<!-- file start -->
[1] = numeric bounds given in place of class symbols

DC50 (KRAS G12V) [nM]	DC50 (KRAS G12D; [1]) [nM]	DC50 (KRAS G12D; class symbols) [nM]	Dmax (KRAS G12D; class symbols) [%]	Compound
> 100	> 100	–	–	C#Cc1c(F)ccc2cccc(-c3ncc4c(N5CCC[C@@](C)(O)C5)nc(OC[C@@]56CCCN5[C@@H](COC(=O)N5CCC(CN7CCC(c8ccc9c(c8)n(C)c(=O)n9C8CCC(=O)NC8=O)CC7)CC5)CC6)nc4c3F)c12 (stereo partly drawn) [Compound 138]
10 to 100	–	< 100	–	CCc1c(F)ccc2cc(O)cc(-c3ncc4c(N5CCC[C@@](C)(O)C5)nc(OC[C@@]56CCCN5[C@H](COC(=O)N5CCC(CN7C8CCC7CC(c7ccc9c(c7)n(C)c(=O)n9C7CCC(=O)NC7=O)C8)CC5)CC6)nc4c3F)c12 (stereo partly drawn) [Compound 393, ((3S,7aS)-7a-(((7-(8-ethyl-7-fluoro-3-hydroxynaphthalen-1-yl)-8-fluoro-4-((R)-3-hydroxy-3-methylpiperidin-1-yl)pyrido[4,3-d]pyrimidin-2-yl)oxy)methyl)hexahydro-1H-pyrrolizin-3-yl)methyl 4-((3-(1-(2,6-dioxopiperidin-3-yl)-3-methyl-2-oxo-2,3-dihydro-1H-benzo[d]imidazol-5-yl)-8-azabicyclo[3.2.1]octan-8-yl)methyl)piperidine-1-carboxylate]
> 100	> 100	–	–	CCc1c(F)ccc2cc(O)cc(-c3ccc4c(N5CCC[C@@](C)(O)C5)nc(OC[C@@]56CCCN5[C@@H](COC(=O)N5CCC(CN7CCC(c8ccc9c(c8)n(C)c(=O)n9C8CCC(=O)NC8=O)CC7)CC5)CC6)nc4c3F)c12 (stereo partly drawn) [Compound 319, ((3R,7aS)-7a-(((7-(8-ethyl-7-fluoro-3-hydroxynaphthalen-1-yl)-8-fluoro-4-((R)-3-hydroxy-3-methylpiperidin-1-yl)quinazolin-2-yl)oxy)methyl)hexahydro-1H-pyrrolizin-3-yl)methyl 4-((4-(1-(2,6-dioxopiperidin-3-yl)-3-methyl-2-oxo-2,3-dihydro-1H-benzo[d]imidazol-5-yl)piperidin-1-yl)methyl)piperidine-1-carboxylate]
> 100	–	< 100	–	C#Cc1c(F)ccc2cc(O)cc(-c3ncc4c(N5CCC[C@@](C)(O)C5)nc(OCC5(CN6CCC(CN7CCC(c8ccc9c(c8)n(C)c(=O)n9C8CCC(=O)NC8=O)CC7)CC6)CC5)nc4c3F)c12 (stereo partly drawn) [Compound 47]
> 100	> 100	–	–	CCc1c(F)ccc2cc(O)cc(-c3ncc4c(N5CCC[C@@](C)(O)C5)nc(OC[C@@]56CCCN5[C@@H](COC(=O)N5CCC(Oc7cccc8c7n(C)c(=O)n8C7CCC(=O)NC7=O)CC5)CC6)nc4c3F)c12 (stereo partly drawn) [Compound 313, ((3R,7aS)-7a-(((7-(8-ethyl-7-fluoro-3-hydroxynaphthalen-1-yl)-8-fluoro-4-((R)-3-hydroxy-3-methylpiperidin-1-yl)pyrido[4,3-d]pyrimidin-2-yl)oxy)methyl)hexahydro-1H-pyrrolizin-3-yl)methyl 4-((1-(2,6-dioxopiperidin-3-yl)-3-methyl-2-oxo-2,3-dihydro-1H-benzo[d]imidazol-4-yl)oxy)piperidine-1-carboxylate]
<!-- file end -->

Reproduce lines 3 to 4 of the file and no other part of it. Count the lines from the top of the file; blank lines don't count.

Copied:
> 100	> 100	–	–	C#Cc1c(F)ccc2cccc(-c3ncc4c(N5CCC[C@@](C)(O)C5)nc(OC[C@@]56CCCN5[C@@H](COC(=O)N5CCC(CN7CCC(c8ccc9c(c8)n(C)c(=O)n9C8CCC(=O)NC8=O)CC7)CC5)CC6)nc4c3F)c12 (stereo partly drawn) [Compound 138]
10 to 100	–	< 100	–	CCc1c(F)ccc2cc(O)cc(-c3ncc4c(N5CCC[C@@](C)(O)C5)nc(OC[C@@]56CCCN5[C@H](COC(=O)N5CCC(CN7C8CCC7CC(c7ccc9c(c7)n(C)c(=O)n9C7CCC(=O)NC7=O)C8)CC5)CC6)nc4c3F)c12 (stereo partly drawn) [Compound 393, ((3S,7aS)-7a-(((7-(8-ethyl-7-fluoro-3-hydroxynaphthalen-1-yl)-8-fluoro-4-((R)-3-hydroxy-3-methylpiperidin-1-yl)pyrido[4,3-d]pyrimidin-2-yl)oxy)methyl)hexahydro-1H-pyrrolizin-3-yl)methyl 4-((3-(1-(2,6-dioxopiperidin-3-yl)-3-methyl-2-oxo-2,3-dihydro-1H-benzo[d]imidazol-5-yl)-8-azabicyclo[3.2.1]octan-8-yl)methyl)piperidine-1-carboxylate]